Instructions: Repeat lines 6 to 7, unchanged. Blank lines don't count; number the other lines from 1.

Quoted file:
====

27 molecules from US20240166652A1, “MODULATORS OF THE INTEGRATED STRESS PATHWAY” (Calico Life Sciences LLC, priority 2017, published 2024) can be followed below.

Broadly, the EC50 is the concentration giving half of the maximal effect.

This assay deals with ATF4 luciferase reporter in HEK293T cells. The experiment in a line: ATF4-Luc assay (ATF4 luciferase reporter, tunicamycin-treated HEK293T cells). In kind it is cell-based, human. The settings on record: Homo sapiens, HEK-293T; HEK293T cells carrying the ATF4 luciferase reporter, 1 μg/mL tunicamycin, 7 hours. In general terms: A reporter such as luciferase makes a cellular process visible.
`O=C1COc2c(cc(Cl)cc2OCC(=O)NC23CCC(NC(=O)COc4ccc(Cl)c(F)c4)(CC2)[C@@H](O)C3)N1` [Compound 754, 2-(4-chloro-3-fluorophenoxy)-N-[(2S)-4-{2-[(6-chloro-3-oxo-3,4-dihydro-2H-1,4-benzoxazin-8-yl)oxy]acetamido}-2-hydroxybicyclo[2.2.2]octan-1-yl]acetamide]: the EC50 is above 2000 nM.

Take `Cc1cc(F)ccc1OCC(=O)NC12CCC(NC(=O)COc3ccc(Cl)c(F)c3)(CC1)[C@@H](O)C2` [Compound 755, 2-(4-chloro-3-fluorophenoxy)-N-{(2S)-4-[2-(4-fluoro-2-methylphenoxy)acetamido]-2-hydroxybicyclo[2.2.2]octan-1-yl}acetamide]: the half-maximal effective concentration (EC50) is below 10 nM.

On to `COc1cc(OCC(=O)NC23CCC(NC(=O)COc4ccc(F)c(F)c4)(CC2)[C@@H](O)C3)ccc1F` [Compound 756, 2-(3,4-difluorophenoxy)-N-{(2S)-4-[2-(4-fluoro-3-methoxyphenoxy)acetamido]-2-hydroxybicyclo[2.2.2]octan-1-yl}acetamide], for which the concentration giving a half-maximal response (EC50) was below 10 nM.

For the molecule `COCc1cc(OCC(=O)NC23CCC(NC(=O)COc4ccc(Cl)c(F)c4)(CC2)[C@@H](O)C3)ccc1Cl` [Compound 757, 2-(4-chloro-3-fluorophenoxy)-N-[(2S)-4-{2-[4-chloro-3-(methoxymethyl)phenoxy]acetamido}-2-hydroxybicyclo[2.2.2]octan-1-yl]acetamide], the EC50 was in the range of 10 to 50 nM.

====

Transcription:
On to `COc1cc(OCC(=O)NC23CCC(NC(=O)COc4ccc(F)c(F)c4)(CC2)[C@@H](O)C3)ccc1F` [Compound 756, 2-(3,4-difluorophenoxy)-N-{(2S)-4-[2-(4-fluoro-3-methoxyphenoxy)acetamido]-2-hydroxybicyclo[2.2.2]octan-1-yl}acetamide], for which the concentration giving a half-maximal response (EC50) was below 10 nM.

For the molecule `COCc1cc(OCC(=O)NC23CCC(NC(=O)COc4ccc(Cl)c(F)c4)(CC2)[C@@H](O)C3)ccc1Cl` [Compound 757, 2-(4-chloro-3-fluorophenoxy)-N-[(2S)-4-{2-[4-chloro-3-(methoxymethyl)phenoxy]acetamido}-2-hydroxybicyclo[2.2.2]octan-1-yl]acetamide], the EC50 was in the range of 10 to 50 nM.